When it comes to Christianity there is only one Master. That is Jesus, and no-one can manipulate him to fit their preferences.


3.      Some people will never be won by argument.

Jesus did not engage in debate with these people. They were not honest enquirers; they were people who had come to trap him. He didn’t ask them what they meant by “a sign from heaven” or whether, if they got a sign, they’d demand another sign and then another and another. Questions like those would all have been good debating points, but if they were ever to be won over it would not be by debate.

As a young Christian I helped a church with its outreach. We went out on the streets, and persuaded young people to come to a Christian coffee bar for conversation. One night two or three of us sat down with a young man in his twenties. He seemed interested. Well, we thought so for the first five minutes and then realized he simply enjoyed debating philosophy, science, history, and even some theology. He was far better read than any of us, and no matter what I said or others said he always had an answer and another hard question for us. Half an hour later I was exhausted.

That was when a charming and much wiser young Christian from our team joined the conversation. She did not argue with our intellectually over-heated young man. She just told how Jesus had changed her life. She talked about her broken family, her sense of despair and loneliness, the empty relationships, her tears, her sin, her disappointment. And then how she’d heard she was loved, that she had a Father in heaven who cared for her and had given his Son to change her life, and how she was now a new person: someone forgiven, and now with purpose and with hope. Our argumentative erudite contact had said nothing while she spoke. I looked up. There were tears in his eyes. When the young lady had finished, he stammered: “Thank you.” And still with wet eyes, he stepped out.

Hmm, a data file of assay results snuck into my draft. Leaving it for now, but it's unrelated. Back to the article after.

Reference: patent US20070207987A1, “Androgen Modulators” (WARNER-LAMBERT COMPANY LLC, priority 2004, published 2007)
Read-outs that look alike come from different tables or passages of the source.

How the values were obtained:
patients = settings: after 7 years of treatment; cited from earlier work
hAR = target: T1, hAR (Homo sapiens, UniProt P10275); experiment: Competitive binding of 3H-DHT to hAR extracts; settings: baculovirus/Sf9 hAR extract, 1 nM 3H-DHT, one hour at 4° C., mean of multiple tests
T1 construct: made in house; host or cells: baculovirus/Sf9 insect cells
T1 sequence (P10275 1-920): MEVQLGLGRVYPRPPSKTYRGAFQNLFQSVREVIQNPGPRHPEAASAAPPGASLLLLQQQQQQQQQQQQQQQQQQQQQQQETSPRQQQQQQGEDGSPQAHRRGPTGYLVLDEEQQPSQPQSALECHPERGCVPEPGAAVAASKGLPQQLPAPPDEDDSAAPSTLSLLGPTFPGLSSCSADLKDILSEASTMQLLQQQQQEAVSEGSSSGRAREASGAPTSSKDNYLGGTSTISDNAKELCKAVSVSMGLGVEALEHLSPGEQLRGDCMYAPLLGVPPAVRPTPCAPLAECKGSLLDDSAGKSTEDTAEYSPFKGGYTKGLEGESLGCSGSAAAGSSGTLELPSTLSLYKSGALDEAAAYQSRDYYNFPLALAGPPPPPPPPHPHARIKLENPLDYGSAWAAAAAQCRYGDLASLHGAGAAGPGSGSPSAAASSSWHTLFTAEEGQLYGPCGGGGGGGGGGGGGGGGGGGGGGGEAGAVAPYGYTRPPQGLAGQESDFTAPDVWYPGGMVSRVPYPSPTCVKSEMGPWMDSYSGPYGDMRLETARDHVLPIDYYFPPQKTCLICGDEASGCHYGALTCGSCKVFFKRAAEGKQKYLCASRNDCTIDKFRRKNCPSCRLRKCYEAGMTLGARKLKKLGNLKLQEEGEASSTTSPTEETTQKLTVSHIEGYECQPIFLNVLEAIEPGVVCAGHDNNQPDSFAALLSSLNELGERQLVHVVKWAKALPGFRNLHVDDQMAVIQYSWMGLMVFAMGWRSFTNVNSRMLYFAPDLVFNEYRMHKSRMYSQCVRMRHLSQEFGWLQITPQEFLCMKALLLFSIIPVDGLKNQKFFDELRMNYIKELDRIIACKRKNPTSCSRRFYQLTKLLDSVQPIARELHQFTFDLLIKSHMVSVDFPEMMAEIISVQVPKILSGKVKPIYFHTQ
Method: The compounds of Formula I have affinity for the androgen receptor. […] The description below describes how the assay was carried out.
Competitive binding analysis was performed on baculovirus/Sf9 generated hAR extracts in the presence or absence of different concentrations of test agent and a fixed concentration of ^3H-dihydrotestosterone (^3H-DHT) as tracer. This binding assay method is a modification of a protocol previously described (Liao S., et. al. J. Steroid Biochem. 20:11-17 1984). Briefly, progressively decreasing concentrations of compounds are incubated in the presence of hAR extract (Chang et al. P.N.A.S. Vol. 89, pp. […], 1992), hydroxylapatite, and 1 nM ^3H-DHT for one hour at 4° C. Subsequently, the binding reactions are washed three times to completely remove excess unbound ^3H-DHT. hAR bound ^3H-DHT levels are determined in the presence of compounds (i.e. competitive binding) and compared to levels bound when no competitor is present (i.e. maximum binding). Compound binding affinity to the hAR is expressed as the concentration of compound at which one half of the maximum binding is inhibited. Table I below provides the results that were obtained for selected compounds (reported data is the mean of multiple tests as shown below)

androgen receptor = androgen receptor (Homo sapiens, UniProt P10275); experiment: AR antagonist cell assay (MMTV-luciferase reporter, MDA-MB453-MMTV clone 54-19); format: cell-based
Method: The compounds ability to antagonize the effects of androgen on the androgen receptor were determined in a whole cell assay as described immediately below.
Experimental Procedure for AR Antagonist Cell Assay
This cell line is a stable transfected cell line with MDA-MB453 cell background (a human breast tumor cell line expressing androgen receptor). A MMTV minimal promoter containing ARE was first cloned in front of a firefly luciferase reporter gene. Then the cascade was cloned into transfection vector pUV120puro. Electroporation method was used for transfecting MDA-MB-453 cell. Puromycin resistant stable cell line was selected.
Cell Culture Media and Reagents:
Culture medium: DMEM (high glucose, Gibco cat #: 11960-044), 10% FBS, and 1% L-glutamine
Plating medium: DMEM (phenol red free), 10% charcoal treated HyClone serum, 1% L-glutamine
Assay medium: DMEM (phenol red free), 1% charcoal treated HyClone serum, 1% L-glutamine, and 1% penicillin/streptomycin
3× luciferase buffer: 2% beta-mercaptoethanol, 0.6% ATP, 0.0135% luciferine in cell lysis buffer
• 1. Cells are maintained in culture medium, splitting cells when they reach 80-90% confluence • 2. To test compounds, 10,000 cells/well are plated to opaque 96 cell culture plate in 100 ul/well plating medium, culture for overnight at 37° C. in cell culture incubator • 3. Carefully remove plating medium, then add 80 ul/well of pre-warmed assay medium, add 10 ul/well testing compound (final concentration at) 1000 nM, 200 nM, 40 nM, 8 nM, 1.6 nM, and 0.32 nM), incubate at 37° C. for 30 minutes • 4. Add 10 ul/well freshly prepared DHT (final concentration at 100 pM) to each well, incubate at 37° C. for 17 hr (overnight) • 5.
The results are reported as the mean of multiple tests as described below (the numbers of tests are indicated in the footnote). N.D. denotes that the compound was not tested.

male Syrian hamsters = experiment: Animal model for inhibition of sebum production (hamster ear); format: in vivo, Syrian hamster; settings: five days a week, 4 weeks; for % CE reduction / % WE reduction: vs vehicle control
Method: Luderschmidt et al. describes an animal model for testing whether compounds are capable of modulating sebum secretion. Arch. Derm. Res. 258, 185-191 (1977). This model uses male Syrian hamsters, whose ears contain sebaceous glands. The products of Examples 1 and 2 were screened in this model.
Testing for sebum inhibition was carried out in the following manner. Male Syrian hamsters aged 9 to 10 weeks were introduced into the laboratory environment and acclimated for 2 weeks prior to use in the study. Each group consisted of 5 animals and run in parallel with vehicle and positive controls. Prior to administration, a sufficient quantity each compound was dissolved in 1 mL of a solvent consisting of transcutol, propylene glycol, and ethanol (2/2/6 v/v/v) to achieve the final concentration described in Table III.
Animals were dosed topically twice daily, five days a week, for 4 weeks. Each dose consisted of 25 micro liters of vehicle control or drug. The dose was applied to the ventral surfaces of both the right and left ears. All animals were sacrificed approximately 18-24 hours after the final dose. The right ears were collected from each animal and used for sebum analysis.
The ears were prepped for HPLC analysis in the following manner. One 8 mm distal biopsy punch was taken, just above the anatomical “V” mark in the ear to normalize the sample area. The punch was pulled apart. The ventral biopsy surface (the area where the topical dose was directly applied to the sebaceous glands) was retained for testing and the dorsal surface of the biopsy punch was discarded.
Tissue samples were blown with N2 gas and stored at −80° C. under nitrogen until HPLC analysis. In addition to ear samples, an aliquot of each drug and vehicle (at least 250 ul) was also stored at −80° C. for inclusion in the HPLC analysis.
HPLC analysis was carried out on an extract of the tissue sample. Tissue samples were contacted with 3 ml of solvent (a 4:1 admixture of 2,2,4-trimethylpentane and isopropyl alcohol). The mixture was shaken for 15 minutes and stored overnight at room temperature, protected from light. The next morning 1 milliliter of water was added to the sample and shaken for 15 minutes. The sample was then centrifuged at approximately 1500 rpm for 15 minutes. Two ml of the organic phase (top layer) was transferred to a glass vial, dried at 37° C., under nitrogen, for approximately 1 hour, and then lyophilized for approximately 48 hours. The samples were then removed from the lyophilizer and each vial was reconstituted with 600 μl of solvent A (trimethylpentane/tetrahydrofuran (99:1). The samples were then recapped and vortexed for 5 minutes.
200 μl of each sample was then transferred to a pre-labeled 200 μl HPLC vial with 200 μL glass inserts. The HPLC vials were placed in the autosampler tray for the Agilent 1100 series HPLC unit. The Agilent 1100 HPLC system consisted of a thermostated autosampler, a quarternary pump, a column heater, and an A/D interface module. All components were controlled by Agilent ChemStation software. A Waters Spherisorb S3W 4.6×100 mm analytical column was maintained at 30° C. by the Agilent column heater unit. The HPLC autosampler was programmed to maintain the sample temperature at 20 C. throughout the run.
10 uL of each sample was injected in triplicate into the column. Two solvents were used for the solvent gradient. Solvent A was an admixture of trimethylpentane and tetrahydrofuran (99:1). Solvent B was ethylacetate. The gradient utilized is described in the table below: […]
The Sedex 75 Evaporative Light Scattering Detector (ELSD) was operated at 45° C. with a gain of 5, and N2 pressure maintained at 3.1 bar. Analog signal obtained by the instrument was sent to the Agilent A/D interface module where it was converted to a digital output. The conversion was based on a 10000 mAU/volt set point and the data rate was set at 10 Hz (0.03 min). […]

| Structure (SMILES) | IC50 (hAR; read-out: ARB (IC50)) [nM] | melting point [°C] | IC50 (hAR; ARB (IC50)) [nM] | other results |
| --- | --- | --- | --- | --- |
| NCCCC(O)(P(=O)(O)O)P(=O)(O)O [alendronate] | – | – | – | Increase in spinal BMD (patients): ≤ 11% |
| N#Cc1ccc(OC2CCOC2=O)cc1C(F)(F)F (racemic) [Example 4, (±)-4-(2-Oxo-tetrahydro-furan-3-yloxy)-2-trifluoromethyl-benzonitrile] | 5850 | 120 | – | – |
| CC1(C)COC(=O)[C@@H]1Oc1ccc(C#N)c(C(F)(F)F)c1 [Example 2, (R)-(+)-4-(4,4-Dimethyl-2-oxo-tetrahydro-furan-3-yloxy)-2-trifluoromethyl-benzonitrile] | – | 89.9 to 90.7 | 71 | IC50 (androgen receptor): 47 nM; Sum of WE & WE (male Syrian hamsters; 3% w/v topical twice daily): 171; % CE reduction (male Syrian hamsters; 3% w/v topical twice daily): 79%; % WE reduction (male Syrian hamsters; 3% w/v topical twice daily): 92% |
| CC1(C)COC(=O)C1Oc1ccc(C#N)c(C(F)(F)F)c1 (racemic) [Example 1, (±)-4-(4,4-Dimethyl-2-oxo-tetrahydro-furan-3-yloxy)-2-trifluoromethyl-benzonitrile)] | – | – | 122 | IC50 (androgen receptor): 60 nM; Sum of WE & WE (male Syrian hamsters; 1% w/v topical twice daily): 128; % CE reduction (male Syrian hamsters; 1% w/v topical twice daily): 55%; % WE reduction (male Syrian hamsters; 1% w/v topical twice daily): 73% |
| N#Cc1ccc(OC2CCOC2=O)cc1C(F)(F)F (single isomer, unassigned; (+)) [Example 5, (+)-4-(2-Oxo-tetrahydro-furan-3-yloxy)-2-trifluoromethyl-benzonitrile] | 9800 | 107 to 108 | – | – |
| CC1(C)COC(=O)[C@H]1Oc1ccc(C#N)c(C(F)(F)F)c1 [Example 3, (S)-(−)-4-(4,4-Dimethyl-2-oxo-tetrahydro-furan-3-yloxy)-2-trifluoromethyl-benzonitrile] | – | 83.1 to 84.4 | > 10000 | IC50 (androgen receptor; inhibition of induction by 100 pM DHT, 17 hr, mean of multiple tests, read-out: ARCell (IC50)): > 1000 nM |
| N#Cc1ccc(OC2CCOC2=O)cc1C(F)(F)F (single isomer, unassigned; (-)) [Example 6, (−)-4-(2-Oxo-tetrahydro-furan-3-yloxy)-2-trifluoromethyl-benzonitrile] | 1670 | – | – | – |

I have no idea if he ever made a commitment to Christ. But I do know she got through to him like none of the rest of us had. She didn’t argue. She simply told him what God had done for her, and God used those words to reach his heart.

If some people are ever to be won, it won’t be with lobbed pitches they’ll hit for home runs every time. It’ll be the ball they don’t expect, a more sensitive and more subtle approach than they are used to.


4.      Ultimately we have to be willing to let some people go.